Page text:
Retrofitting Timber Frame Walls with Vacuum Insulation Panels

Apr 02, 2012

A U-value of 0.35 W/(m2K) (about 10 cm mineral wool) in walls was required in Norwegian buildings in the 1970s (Building regulations 1969), whereas today the requirement is an U-value of 0.18 W/(m2K) (TEK 1997), i.e., nearly 50 % less. The passive houses have even higher requirements. Retrofitting of buildings with vacuum insulation panels (VIPs) might be advantageous as passive house standards may be achieved without major changes to the building structure. Adding insulation on the exterior may prevent moisture problems as the temperature in the old wall structure rises, and furthermore reduces the effect of thermal bridges. However, a vapor- tight layer on the cold side increases the risk of condensation inside the wall, especially if the thermal resistance of the VIPs is reduced due to aging or puncture.

This work investigates ways of retrofitting timber frame walls, both with VIPs on the cold side and with VIPs on the warm side. A wall section with different test fields were placed between two climate chambers with indoor climate and outdoor climate. Moisture and temperature conditions in the wall were measured, analyzed, and compared with numerical simulations and calculations.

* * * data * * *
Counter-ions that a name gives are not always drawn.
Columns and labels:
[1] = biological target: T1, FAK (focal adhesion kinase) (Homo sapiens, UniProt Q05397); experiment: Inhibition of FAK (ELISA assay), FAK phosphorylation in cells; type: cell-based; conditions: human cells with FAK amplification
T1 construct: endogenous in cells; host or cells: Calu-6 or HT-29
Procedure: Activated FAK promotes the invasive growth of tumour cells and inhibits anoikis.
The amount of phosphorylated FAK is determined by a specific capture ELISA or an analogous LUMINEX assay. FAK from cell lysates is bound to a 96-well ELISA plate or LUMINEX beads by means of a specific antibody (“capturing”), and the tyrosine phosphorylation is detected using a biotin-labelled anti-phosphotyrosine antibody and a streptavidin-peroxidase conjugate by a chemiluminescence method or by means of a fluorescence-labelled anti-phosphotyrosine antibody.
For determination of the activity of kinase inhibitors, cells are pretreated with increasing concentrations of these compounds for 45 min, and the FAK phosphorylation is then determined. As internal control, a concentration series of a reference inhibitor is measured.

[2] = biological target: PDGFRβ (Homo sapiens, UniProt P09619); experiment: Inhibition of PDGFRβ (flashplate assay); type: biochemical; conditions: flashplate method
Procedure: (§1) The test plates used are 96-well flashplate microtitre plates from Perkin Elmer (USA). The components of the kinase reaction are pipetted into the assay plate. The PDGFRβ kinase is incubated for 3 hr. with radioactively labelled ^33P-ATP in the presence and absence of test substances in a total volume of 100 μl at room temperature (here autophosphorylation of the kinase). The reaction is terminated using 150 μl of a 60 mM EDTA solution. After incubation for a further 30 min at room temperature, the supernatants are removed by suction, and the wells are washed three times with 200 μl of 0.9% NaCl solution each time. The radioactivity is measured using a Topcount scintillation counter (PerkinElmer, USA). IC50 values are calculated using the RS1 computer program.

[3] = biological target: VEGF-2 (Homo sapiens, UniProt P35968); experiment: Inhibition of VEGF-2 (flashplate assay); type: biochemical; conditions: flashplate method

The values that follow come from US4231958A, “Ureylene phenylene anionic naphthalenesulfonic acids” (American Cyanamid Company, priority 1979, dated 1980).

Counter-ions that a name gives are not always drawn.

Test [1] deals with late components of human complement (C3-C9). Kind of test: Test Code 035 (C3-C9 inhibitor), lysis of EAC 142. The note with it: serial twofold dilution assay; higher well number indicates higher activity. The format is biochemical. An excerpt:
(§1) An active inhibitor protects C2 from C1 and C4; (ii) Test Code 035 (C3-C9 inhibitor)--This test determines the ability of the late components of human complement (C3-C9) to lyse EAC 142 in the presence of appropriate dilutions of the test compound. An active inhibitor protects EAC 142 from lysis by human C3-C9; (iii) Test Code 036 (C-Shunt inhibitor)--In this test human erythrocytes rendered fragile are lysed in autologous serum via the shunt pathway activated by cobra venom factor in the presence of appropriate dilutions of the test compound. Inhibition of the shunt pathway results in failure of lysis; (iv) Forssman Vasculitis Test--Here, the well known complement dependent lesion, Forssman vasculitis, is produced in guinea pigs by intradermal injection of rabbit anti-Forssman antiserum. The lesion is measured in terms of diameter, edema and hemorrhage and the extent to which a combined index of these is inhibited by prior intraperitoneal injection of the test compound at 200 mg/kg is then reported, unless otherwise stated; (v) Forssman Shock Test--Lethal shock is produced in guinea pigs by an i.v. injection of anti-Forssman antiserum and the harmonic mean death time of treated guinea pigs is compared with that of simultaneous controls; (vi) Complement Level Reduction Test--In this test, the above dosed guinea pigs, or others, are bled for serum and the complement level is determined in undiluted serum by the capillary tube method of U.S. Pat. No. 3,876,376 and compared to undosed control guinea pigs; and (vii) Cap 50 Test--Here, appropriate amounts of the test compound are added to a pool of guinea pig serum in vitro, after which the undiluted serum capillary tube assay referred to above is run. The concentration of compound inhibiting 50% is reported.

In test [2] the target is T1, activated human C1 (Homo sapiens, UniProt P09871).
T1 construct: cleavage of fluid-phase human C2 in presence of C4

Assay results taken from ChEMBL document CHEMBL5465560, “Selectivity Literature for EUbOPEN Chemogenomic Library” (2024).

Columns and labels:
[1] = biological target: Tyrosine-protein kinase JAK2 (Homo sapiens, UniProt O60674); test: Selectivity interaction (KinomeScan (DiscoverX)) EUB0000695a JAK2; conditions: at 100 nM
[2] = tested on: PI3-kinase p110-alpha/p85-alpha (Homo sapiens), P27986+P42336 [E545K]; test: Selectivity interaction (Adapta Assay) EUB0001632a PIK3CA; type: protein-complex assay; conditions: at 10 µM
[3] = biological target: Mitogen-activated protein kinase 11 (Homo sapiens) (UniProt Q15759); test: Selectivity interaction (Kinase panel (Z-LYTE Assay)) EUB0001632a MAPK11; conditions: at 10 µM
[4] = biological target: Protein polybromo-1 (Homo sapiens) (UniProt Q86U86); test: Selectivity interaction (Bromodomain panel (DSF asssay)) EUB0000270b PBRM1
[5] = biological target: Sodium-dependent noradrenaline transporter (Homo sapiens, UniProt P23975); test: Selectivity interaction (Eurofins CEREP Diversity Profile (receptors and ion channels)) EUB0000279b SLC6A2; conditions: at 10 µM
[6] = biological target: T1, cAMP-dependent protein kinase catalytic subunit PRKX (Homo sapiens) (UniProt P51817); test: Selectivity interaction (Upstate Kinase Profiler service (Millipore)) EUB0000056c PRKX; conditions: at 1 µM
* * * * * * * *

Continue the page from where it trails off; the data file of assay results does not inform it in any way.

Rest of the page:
Erland Sveipe (Norwegian University of Science and Technology)
Bjorn Petter Jelle (Norwegian University of Science and Technology)
Sivert Uvsløkk (SINTEF Building and Infrastructure)
Steinar Grynning (SINTEF Building and Infrastructure)
Jan Vincent Thue (Norwegian University of Science and Technology)
Berit Time (SINTEF Building and Infrastructure)
Arild Gustavsen (Norwegian University of Science and Technology)
Journal of Building Physics, Issue 35, 2011
Presented at: 
Building Enclosure Science & Technology (BEST3) Conference
Published & professionally reviewed by: 
Norwegian University of Science and Technology
Building Enclosure Technology & Environment Council (National Institute of Building Sciences)

Community Reviews

No votes yet